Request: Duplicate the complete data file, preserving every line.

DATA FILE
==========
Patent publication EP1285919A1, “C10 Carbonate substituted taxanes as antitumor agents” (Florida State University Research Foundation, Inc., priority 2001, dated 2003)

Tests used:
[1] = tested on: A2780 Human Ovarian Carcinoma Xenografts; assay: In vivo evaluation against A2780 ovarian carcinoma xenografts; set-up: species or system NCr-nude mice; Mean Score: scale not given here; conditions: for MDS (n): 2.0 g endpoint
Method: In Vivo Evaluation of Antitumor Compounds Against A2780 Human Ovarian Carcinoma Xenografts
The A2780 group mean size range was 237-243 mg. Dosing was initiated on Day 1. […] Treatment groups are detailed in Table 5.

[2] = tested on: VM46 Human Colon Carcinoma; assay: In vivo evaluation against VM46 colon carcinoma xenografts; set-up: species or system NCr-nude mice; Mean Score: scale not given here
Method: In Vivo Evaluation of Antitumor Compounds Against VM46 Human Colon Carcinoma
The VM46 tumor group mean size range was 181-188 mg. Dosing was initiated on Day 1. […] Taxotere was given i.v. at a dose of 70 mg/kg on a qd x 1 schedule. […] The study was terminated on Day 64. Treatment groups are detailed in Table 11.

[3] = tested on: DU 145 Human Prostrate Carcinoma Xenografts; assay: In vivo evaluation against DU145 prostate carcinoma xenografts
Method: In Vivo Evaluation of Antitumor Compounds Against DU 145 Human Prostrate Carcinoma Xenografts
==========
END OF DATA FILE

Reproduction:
Patent publication EP1285919A1, “C10 Carbonate substituted taxanes as antitumor agents” (Florida State University Research Foundation, Inc., priority 2001, dated 2003)

Tests used:
[1] = tested on: A2780 Human Ovarian Carcinoma Xenografts; assay: In vivo evaluation against A2780 ovarian carcinoma xenografts; set-up: species or system NCr-nude mice; Mean Score: scale not given here; conditions: for MDS (n): 2.0 g endpoint
Method: In Vivo Evaluation of Antitumor Compounds Against A2780 Human Ovarian Carcinoma Xenografts
The A2780 group mean size range was 237-243 mg. Dosing was initiated on Day 1. […] Treatment groups are detailed in Table 5.

[2] = tested on: VM46 Human Colon Carcinoma; assay: In vivo evaluation against VM46 colon carcinoma xenografts; set-up: species or system NCr-nude mice; Mean Score: scale not given here
Method: In Vivo Evaluation of Antitumor Compounds Against VM46 Human Colon Carcinoma
The VM46 tumor group mean size range was 181-188 mg. Dosing was initiated on Day 1. […] Taxotere was given i.v. at a dose of 70 mg/kg on a qd x 1 schedule. […] The study was terminated on Day 64. Treatment groups are detailed in Table 11.

[3] = tested on: DU 145 Human Prostrate Carcinoma Xenografts; assay: In vivo evaluation against DU145 prostate carcinoma xenografts
Method: In Vivo Evaluation of Antitumor Compounds Against DU 145 Human Prostrate Carcinoma Xenografts